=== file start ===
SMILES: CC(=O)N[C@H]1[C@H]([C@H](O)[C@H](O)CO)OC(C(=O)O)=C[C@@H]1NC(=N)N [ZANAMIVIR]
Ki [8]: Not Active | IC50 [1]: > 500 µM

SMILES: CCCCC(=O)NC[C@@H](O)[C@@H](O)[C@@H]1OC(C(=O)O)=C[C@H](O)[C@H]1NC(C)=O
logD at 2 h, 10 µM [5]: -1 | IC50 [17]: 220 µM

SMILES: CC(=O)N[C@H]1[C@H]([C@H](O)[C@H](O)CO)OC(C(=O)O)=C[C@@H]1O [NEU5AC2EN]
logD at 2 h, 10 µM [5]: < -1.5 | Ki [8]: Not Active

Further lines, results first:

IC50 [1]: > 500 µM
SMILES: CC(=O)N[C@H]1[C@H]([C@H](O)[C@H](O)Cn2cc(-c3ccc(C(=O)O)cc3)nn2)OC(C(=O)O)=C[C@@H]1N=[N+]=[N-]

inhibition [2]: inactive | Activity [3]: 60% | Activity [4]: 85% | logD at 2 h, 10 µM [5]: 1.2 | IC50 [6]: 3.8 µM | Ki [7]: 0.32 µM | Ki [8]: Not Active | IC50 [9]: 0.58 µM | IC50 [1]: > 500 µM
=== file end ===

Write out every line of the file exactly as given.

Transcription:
SMILES: CC(=O)N[C@H]1[C@H]([C@H](O)[C@H](O)CO)OC(C(=O)O)=C[C@@H]1NC(=N)N [ZANAMIVIR]
Ki [8]: Not Active | IC50 [1]: > 500 µM

SMILES: CCCCC(=O)NC[C@@H](O)[C@@H](O)[C@@H]1OC(C(=O)O)=C[C@H](O)[C@H]1NC(C)=O
logD at 2 h, 10 µM [5]: -1 | IC50 [17]: 220 µM

SMILES: CC(=O)N[C@H]1[C@H]([C@H](O)[C@H](O)CO)OC(C(=O)O)=C[C@@H]1O [NEU5AC2EN]
logD at 2 h, 10 µM [5]: < -1.5 | Ki [8]: Not Active

Further lines, results first:

IC50 [1]: > 500 µM
SMILES: CC(=O)N[C@H]1[C@H]([C@H](O)[C@H](O)Cn2cc(-c3ccc(C(=O)O)cc3)nn2)OC(C(=O)O)=C[C@@H]1N=[N+]=[N-]

inhibition [2]: inactive | Activity [3]: 60% | Activity [4]: 85% | logD at 2 h, 10 µM [5]: 1.2 | IC50 [6]: 3.8 µM | Ki [7]: 0.32 µM | Ki [8]: Not Active | IC50 [9]: 0.58 µM | IC50 [1]: > 500 µM